In preparation of the holiday of Sukkos, the eighth-grade girls from the Yeshiva of Central Queens spread out into the Queens community in order to help those in need of assistance prepare for the holiday. YCQ’s intergenerational Sukkos program is just one example of the school’s innovative programming and cutting-edge teaching methods.
YCQ’s quality Torah and general studies programs will be highlighted during the school’s upcoming interactive open house, which will take place on Sunday, November 4, 10:00-11:30 a.m. YCQ is located at 147-37 70th Road in Kew Gardens Hills.
On Thursday, September 27, the YCQ eighth-grade girls embarked on a day of chesed in conjunction with the Sukkos holiday. The students went house-to-house and decorated sukkahs for those individuals who were unable to do it themselves. In addition, the students visited Boulevard Alp, an assisted living center and nursing home, where the girls worked together to fill the sukkahs with beautiful decorations for the residents to enjoy.
The owners of the sukkahs who benefited from the students’ acts of kindness were extremely appreciative. “The smiles on the girls’ faces and their eagerness to help beautify our sukkah will really help enhance our chag,” said one woman.
“We are so happy to help bring the yom tov spirit to our neighbors,” said YCQ eighth-graders Leah Kesten of Hillcrest and Jessica Fuzailov of Jamaica Estates.
“It was a thrill to walk from house to house to cheer up some of our community elderly citizens,” said YCQ eighth-grader Sharona Fiskus of Jamaica Estates.
“It was so nice and felt so good to decorate sukkahs for those who needed our help,” said YCQ eighth-grader Shaindy Greenberg of Hillcrest.
“I wouldn’t have thought decorating sukkahs would be this much fun,” said YCQ eighth-grader Elisheva Zahtz of Kew Gardens Hills. “Doing this mitzvah made me realize how important chesed is.”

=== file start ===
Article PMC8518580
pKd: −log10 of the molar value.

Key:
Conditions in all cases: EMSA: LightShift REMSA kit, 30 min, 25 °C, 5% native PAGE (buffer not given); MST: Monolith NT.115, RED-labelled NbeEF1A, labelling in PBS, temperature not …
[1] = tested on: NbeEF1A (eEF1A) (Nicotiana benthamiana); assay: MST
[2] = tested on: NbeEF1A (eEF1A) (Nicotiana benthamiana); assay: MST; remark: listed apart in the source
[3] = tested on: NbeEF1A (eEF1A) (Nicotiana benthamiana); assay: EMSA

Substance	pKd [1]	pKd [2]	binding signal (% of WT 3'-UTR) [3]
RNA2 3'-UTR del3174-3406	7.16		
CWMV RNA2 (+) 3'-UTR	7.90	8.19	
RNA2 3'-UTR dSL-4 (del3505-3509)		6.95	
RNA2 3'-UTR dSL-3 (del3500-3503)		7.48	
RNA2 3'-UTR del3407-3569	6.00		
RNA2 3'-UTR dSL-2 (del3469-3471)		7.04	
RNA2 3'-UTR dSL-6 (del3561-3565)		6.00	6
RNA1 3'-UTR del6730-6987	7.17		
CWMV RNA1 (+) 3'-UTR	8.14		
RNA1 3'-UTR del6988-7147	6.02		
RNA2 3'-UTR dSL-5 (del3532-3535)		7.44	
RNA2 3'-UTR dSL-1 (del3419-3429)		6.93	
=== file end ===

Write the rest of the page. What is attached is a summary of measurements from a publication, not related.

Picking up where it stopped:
“At YCQ, education is not solely limited to classroom instruction,” said Rabbi Mark Landsman, YCQ principal. “Interactive and intergenerational programs that encourage our students to do acts of kindness for others and to learn from people with vast life experience are invaluable educational tools. We pride ourselves on employing an array of teaching methods intended to impart strong Torah values and a solid ethical and moral base to our students so that they continue to grow academically, socially, and religiously.”
Rabbi Landsman noted that he is looking forward to meeting with prospective parents at the school’s open house on November 4 and sharing with them the quality Torah and general studies academic and religious programs that YCQ offers to its over 900 students and their families.
The YCQ open house will feature guided tours of the yeshiva and a stimulating first-grade lesson for parents, which will include a session on YCQ’s Hebrew immersion program. While the parents are occupied with the programming, their children will enjoy interactive lessons with YCQ’s kindergarten staff.
YCQ features smart-board technology in every classroom, a state-of-the-art science lab, two fully equipped computer labs, and separate classes for boys and girls beginning in fourth grade. The school also offers an assortment of afterschool programs and clubs, including Mishmar, chess, band instruction, drama, dance, and much more. Free transportation to YCQ is available from Queens, the Five Towns, West Hempstead, and Great Neck.
“We are constantly seeking creative ways to take a school that has been in existence for over 70 years and chart a path that maintains the core values. Torah and maddah, and promote their practice in our daily lives,” said Rabbi Landsman, “YCQ is always prepared to embark on exciting new vistas while, at the same time, upholding the fundamental principles that were established when the school initially opened in 1941.”
For more information about YCQ and the November 4 open house, call 718-793-8500, ext. 310, or visit www.ycqweb.com.